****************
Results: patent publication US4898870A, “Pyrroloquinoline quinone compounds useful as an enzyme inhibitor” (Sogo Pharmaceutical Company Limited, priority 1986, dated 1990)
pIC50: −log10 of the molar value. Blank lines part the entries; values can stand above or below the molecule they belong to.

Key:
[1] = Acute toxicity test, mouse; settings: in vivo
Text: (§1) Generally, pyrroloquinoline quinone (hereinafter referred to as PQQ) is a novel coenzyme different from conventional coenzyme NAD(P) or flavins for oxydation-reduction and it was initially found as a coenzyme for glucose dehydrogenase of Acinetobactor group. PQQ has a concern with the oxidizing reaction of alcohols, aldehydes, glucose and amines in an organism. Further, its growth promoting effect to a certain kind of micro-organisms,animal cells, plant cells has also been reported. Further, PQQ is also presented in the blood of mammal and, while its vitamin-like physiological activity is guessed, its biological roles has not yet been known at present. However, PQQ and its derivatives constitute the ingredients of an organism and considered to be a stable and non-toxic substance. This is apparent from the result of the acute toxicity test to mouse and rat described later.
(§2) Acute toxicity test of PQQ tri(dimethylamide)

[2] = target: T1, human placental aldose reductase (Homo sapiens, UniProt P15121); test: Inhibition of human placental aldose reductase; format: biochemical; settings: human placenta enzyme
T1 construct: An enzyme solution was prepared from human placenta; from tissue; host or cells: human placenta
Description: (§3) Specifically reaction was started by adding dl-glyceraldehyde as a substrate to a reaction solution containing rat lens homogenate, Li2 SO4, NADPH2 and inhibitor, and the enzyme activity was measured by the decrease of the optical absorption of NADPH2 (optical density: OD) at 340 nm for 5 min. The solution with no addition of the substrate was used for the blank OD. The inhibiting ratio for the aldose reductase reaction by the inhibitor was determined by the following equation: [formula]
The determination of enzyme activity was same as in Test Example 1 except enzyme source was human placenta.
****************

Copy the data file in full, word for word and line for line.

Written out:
Results: patent publication US4898870A, “Pyrroloquinoline quinone compounds useful as an enzyme inhibitor” (Sogo Pharmaceutical Company Limited, priority 1986, dated 1990)
pIC50: −log10 of the molar value. Blank lines part the entries; values can stand above or below the molecule they belong to.

Key:
[1] = Acute toxicity test, mouse; settings: in vivo
Text: (§1) Generally, pyrroloquinoline quinone (hereinafter referred to as PQQ) is a novel coenzyme different from conventional coenzyme NAD(P) or flavins for oxydation-reduction and it was initially found as a coenzyme for glucose dehydrogenase of Acinetobactor group. PQQ has a concern with the oxidizing reaction of alcohols, aldehydes, glucose and amines in an organism. Further, its growth promoting effect to a certain kind of micro-organisms,animal cells, plant cells has also been reported. Further, PQQ is also presented in the blood of mammal and, while its vitamin-like physiological activity is guessed, its biological roles has not yet been known at present. However, PQQ and its derivatives constitute the ingredients of an organism and considered to be a stable and non-toxic substance. This is apparent from the result of the acute toxicity test to mouse and rat described later.
(§2) Acute toxicity test of PQQ tri(dimethylamide)

[2] = target: T1, human placental aldose reductase (Homo sapiens, UniProt P15121); test: Inhibition of human placental aldose reductase; format: biochemical; settings: human placenta enzyme
T1 construct: An enzyme solution was prepared from human placenta; from tissue; host or cells: human placenta
Description: (§3) Specifically reaction was started by adding dl-glyceraldehyde as a substrate to a reaction solution containing rat lens homogenate, Li2 SO4, NADPH2 and inhibitor, and the enzyme activity was measured by the decrease of the optical absorption of NADPH2 (optical density: OD) at 340 nm for 5 min. The solution with no addition of the substrate was used for the blank OD. The inhibiting ratio for the aldose reductase reaction by the inhibitor was determined by the following equation: [formula]
The determination of enzyme activity was same as in Test Example 1 except enzyme source was human placenta.